Year-end highlights

It’s practically obligatory for columnists to do their year-end column or wrap-up. And then there’s the one about coming trends. I am not going buck those traditions! Here are some reflections on weddings I’ve officiated this past year, as we say goodbye to 2017.

From intimate elopements and micro-weddings at my own ceremony site, Harmony Gardens, to big beautiful spectacles at high-end venues, my season was full and diverse.

Intimate ceremony at Harmony Gardens

I loved them all, or to be completely honest, almost all –  but some of the most appealing ceremonies for me, included those with children, and even a few with expecting parents. Including kids in the ceremony is something I feel strongly about. For couples with children, whether from previous marriages, with children from the two of them, or any combination –  this big day is also about the kids. While its fine for a niece or nephew, having your own child be a flower girl or ring bearer doesn’t feel like quite enough. So, with these couples I make lots of suggestions, and many of them really like the idea of saying vows to the children, if they are old enough to understand.

Photo by Garth Woods

I fondly recall the pregnant bride and her partner who performed the sand ceremony including a tiny little container of sand representing their future child. It was incredibly sweet.

I’ve written about interesting locations and I had a couple who got married at the Kemmerer Museum in Bethlehem, another other at Steel Stacks, and one on the balcony at the Inn at Jim Thorpe.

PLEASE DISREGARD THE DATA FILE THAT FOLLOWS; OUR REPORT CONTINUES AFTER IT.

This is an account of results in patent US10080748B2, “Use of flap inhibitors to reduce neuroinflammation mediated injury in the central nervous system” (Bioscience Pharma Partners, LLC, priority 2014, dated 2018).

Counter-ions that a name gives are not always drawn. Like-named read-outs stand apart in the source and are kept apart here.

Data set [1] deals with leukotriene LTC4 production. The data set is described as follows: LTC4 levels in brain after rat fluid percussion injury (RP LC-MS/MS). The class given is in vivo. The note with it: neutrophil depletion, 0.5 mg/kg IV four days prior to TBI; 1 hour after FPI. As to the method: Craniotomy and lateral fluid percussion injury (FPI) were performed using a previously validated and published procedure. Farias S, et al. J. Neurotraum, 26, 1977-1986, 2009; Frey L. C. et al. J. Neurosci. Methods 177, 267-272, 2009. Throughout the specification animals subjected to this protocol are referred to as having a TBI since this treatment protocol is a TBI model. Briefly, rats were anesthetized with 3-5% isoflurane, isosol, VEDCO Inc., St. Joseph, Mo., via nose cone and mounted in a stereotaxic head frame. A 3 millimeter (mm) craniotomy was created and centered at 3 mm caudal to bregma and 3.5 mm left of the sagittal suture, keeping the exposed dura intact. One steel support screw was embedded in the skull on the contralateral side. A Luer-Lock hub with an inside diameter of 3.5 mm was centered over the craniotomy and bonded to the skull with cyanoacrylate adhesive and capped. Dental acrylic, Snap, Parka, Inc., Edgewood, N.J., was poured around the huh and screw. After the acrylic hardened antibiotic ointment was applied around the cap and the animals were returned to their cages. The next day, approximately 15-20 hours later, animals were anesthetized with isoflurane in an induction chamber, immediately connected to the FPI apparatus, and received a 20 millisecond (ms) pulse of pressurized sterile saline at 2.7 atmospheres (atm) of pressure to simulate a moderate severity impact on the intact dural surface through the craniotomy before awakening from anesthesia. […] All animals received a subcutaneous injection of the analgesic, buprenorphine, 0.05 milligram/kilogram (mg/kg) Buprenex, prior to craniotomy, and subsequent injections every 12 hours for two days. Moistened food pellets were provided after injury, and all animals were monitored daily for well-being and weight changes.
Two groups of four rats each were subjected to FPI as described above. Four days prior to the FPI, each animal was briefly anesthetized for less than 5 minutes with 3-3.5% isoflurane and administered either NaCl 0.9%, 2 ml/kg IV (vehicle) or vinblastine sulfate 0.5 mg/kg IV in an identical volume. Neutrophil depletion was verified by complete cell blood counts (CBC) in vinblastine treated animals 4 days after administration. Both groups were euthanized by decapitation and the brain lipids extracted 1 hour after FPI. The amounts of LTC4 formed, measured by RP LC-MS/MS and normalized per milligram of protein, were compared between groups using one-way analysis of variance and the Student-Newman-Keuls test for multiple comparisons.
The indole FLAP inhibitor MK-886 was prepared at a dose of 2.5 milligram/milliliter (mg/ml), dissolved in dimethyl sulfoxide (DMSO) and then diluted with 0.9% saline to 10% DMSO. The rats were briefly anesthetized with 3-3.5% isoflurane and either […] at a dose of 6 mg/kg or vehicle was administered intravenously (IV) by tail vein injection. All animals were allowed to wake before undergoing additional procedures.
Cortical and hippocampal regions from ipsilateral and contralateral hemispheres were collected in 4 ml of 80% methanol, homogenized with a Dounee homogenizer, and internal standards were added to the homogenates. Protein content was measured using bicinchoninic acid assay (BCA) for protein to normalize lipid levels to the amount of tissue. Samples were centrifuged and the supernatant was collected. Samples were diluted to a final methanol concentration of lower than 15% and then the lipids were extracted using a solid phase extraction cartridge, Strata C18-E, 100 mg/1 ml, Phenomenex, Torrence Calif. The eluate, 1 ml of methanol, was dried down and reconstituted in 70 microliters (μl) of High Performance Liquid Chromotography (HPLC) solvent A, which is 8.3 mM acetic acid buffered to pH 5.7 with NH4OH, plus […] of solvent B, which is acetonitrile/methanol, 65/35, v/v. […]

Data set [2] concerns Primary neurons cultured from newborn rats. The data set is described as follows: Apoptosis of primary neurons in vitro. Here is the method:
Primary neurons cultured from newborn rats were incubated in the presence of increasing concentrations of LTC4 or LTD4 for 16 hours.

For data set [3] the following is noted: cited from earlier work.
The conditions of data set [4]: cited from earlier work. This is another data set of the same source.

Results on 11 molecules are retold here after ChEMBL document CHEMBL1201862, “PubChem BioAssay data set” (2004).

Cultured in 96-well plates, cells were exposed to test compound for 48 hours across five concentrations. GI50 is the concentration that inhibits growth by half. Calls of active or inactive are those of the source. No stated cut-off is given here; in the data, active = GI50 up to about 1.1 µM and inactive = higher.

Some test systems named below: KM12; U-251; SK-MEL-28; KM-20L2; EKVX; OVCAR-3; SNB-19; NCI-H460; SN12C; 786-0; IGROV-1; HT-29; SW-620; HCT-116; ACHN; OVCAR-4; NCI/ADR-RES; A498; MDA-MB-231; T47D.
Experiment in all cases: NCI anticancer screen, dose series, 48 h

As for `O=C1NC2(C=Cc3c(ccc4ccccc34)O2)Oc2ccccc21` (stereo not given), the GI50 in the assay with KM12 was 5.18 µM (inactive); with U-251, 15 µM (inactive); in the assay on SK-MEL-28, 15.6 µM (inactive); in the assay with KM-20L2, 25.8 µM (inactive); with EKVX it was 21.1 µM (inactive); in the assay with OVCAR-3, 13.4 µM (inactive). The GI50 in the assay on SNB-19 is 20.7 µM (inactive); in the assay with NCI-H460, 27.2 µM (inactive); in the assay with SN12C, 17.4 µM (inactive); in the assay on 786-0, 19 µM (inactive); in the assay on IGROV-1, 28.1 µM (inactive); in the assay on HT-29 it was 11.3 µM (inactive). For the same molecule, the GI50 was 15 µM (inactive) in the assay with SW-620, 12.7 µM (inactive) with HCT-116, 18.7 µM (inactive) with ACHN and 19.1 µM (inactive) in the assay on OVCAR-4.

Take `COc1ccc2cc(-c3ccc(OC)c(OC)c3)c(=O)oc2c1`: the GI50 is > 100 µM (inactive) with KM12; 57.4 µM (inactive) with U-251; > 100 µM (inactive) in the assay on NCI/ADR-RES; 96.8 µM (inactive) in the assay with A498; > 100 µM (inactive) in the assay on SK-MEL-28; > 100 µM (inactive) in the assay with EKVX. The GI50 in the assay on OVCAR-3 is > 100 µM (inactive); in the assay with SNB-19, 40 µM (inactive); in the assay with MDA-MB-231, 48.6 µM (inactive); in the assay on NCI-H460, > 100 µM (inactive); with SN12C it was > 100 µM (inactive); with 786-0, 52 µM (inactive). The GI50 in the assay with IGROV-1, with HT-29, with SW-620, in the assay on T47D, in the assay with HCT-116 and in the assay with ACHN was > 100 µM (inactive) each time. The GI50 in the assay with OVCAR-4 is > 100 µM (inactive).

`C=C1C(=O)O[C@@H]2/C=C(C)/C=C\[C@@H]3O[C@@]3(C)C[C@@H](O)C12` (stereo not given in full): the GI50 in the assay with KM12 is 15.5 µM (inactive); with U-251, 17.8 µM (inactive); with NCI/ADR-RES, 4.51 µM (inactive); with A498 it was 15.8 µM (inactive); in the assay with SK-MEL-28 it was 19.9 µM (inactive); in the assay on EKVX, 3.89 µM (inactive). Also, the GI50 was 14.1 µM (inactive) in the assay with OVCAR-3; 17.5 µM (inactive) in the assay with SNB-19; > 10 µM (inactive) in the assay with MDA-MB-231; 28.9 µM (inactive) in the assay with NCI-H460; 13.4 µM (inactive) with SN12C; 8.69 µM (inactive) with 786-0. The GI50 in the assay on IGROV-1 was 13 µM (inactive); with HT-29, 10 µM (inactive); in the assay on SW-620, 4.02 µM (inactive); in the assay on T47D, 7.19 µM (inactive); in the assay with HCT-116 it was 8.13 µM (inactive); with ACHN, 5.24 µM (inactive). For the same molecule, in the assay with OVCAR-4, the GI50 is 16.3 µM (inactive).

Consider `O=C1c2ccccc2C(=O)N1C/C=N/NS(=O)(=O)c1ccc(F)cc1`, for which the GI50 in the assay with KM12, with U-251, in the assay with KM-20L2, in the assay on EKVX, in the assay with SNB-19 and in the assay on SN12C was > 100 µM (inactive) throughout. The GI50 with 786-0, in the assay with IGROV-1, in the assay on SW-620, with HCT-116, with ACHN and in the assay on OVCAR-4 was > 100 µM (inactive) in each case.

Another sand ceremony on the balcony at Jim Thorpe

I’ve had several military brides and grooms, and I always want to acknowledge that in meaningful ways.

I have a New Year’s Eve wedding coming up. It’s a great choice for a wedding date –creating a double celebration. They clearly have a built-in theme.

There was the Russian/Ukrainian couple, the Jamaican couple, the salsa-dancing couple, and the nature-oriented ceremony with lots of Celtic influences.

Bread & salt ritual

But you don’t have to be ‘different’ in any way to be special and worthy of the very best and beautiful wedding possible. Every couple in love deserves a great ceremony and every couple has their own journey to celebrate. Sometimes that journey is surprising and sometimes it is simple. Sometimes it is complex and sometimes, easy. But anyone taking the leap of faith that is marriage is undertaking a huge commitment that warrants close attention to detail.

I have had many couples who expressed that they were quiet, or homebodies, and didn’t want a big fuss, and together we came up with the right approach. Because still, within the quiet there is commitment and love. And as the expression goes, ‘still waters run deep.’




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